“What defines CFS are the symptoms, the most obvious one is fatigue. Basically you feel jet-lagged most of the time. Is like having a hangover without the fun of having gone out the previous night. There are other symptoms like nausea, joint pain, muscle pain, … There’s no known cure. Is like living in someone else body, that from now on is going to be yours. I cannot always think as clearly, and basically I have to relearn how to live life with my new body. It is a little bit like having mononucleosis that never goes. You feel very fatigued, very drained. And no matter how much you sleep, you’re still going to feel tired.”
It can go into remission, as it has done with me. It’s worrying, though, that it can return at any time.
In 1984 I got sick. Quite sick. I lost all energy, all my joints ached, I had constant headaches and was unable to concentrate or remember anything for long. It was like the flu without a fever. And it did not go away. I was pretty much like that day after day for more than a dozen years. Just to get through the day seemed impossible almost every day. I had to learn how to drag myself through life as if I was carrying a heavy weight because I had no options. A Canadian friend with the same condition returned to Canada where she could get disability, but there was nothing like that for me,. In 1984, it had no name. In 1985, they began calling it ‘Epstein-Barr’ virus. In Britain they called in M.. for Myalgic Encephalitis. Over the years I saw several doctors and tried a variety of ineffective treatments. By 1987 or so they started calling it ‘Chronic Fatigue Syndrome’, as they came to believe that Epstein-Barr had nothing to do with it. Many doctors refused to believe that people like me were really sick. Time magazine called it ‘The Yuppie Flu’ – thanks for that one, Time. I remember reading somewhere that the only real hope for people with this illness was that sometimes, after many many years, it might go away on its own. That seemed like a bitter hope, but then, beginning around 1996, it did start going away on its own for me, and by 2000 it was pretty much gone. Now I only get the symptoms in conjunction with other illnesses, like a bad cold, or when I’m very stressed. I know that whatever it is is still in there, but it seems my body has adapted to it.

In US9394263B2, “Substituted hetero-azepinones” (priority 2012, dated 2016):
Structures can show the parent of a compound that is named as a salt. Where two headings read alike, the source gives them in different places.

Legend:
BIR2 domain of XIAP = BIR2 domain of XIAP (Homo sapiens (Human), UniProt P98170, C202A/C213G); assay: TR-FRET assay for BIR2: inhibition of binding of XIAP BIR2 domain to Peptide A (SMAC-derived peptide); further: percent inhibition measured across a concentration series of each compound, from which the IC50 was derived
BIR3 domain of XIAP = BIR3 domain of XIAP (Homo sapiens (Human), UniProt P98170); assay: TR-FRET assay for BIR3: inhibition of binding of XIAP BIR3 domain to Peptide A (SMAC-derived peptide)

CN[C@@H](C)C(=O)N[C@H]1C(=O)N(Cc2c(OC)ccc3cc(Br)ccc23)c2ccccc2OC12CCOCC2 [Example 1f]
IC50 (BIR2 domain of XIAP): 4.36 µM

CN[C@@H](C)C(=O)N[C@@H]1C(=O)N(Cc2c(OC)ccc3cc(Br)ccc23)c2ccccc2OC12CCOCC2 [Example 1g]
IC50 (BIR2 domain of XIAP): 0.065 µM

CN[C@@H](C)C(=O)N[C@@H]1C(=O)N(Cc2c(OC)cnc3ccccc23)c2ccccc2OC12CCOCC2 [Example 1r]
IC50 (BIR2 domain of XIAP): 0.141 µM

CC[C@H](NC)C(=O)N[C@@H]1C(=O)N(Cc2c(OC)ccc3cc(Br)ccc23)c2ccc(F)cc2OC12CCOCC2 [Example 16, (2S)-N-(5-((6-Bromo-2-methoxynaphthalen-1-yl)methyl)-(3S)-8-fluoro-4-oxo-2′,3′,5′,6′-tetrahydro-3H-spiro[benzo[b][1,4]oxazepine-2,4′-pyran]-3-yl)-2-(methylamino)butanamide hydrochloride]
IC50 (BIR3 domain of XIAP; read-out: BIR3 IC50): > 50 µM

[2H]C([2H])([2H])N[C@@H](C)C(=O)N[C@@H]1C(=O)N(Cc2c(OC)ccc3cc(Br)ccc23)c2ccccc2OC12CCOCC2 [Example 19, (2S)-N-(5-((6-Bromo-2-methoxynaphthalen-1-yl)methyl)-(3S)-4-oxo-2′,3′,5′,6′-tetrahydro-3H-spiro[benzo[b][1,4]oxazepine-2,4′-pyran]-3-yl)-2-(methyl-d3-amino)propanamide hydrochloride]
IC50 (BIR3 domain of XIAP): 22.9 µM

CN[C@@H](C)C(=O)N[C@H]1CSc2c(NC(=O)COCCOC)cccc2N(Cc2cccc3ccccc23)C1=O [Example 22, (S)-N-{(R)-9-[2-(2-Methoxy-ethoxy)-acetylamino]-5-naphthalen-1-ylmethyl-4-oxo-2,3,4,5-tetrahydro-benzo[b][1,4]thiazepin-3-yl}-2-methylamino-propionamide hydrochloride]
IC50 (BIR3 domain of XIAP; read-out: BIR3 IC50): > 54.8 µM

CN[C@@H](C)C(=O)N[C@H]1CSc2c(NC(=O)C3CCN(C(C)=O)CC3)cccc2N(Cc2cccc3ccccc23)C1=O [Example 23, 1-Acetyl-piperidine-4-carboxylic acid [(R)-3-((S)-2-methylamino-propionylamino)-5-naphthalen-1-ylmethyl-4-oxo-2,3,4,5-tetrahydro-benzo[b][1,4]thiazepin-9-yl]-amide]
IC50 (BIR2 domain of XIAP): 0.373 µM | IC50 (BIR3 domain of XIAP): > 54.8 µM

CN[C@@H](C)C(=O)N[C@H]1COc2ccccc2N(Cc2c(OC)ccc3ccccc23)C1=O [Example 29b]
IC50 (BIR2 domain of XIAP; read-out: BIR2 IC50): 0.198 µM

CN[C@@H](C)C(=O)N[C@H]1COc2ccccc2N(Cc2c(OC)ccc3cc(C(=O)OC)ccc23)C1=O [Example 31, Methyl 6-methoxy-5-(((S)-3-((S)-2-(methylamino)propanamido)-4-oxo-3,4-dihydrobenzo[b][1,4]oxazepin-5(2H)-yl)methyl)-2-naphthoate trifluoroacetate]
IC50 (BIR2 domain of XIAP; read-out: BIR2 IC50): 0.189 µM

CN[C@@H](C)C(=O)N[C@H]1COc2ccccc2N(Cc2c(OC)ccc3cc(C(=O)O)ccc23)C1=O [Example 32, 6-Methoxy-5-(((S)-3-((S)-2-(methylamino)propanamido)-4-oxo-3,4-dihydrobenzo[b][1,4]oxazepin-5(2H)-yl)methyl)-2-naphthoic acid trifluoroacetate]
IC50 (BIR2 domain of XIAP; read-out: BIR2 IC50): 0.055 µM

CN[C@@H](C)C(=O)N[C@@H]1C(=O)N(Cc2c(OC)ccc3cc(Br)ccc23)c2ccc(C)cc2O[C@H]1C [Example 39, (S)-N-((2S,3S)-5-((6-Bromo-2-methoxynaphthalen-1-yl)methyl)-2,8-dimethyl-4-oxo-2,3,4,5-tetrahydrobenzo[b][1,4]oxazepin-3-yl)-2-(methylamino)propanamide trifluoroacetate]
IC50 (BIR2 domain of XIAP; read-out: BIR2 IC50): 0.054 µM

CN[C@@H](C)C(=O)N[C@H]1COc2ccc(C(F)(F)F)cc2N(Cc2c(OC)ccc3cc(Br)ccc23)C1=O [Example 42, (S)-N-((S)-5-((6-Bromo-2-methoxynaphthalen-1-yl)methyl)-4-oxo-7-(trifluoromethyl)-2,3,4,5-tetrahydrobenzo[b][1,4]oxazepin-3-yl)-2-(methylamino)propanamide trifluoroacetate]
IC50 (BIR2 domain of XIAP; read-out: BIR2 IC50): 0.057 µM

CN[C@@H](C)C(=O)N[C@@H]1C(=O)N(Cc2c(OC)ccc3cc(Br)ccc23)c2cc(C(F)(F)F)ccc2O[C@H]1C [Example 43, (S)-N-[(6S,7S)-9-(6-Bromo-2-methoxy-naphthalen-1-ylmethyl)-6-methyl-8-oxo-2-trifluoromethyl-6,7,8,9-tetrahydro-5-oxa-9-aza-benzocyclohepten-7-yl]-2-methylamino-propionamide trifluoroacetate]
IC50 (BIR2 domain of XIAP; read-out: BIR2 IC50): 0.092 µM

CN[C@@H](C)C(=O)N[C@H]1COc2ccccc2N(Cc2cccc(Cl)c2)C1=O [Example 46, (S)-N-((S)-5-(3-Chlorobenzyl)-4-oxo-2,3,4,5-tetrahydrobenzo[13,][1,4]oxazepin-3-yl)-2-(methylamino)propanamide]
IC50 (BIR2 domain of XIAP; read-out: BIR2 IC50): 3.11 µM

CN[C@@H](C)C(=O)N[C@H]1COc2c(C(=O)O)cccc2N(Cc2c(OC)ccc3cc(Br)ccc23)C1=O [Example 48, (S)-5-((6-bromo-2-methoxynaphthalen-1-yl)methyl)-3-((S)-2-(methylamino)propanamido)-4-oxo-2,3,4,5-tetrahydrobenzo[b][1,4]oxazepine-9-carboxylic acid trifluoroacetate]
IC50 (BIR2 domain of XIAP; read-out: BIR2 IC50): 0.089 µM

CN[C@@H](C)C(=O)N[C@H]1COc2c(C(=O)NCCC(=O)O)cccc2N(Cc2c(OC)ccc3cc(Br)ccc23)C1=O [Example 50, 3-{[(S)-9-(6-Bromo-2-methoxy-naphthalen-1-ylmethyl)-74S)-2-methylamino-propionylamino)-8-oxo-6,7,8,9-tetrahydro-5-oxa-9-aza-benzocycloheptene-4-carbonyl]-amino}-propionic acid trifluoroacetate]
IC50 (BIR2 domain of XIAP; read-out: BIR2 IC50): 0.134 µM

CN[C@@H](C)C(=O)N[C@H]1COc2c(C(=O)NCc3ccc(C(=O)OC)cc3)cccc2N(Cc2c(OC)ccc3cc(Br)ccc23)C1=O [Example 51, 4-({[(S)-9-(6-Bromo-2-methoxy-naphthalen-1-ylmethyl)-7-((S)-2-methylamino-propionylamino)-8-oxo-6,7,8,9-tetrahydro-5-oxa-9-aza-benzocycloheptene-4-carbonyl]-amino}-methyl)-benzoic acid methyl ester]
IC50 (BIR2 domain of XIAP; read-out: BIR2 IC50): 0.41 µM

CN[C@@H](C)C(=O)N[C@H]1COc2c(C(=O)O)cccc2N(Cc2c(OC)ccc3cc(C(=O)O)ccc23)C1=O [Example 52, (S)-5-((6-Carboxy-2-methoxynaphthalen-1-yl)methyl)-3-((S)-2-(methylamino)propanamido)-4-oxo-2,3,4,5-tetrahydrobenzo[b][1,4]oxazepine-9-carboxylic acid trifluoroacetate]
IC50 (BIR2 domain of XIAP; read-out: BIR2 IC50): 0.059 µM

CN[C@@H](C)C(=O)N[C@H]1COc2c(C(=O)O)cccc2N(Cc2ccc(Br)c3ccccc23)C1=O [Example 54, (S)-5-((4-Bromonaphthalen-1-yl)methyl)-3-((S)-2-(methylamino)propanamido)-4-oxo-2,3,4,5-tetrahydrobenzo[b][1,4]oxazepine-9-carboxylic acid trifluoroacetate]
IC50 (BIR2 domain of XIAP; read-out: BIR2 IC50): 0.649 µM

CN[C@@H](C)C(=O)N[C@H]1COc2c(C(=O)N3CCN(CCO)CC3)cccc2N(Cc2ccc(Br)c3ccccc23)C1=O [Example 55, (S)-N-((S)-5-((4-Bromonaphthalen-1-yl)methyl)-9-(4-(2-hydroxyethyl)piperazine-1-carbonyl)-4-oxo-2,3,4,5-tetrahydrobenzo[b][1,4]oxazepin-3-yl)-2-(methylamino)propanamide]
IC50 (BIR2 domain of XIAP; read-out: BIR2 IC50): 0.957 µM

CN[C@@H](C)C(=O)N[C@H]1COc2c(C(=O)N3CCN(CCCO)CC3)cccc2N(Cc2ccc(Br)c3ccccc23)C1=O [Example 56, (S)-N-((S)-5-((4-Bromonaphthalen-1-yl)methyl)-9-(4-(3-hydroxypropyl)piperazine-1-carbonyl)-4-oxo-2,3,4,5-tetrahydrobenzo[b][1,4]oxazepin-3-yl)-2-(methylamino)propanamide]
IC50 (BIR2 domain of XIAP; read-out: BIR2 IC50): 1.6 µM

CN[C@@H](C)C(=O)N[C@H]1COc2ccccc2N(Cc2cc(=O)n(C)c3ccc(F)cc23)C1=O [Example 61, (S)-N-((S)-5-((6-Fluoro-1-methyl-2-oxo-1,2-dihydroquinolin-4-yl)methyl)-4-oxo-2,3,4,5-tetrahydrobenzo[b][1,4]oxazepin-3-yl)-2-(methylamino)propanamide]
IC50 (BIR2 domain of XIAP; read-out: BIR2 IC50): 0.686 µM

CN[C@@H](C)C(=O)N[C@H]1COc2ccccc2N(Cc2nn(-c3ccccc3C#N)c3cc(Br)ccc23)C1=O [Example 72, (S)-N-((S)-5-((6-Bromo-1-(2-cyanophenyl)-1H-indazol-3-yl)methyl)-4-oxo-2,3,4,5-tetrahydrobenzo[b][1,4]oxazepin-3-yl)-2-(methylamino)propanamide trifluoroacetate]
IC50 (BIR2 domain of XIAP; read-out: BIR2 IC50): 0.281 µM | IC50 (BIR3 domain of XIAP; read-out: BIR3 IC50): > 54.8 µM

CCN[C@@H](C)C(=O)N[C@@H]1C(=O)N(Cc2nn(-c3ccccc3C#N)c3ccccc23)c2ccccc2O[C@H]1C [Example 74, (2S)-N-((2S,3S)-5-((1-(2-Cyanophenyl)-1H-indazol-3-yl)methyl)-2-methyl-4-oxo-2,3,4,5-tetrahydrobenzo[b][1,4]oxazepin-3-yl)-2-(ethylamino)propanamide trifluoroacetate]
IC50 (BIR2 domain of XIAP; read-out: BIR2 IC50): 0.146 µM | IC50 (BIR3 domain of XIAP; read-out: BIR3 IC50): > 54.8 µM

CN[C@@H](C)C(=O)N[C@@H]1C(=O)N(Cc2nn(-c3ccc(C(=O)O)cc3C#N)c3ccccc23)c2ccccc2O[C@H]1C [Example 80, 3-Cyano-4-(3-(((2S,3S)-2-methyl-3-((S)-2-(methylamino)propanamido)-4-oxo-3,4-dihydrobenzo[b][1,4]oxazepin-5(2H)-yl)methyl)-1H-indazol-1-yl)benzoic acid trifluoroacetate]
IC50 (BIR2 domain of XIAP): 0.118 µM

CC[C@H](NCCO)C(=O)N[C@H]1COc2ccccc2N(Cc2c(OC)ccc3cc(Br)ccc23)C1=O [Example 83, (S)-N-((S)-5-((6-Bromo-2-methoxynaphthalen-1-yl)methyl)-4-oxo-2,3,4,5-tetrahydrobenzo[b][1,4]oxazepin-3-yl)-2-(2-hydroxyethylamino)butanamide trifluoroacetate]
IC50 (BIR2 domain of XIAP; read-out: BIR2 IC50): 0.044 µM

Today, in the news, I read about the return of the Epstein-Barr connection. Doctors at Stanford University have found a connection between Epstein-Barr and Human Herpes Virus 6 – apparently these viruses often occur together in chronic fatigue sufferers. A new treatment -’valganciclovir’ – has ‘cured’ 21 of the 25 patients it’s been tried on. One interesting fact is that all of the people who were cured initially got much worse for several weeks, so it seems there is not a placebo effect at work.
This could be the biggest breakthrough yet. So interesting that it comes back to the original guess – Epstein-Barr – which had been so thoroughly discounted for the past 20 years
Possibly the infectious agent that causes CFS along with Epstein-Barr:
“HHV-6A infection is believed to occur later in childhood or during adulthood and may occur without symptoms”
“Transmission of this virus is believed to occur as a result of exposure to saliva. Most primary infections are asymptomatic. Thereafter, the virus remains dormant in the body. HHV-6 reactivation in adulthood can result in illness.”
“Infection in adults is rare but infection may have different consequences, including hepatitis, mononucleosis-like illness, atypical polyclonal lympho-proliferation and post viral ‘chronic fatigue syndrome’. Like other herpesviruses, HHV-6 can enter a latent phase that may be reactivated following immunosuppression. Complications may occur, particularly when there is co-infection with another virus.”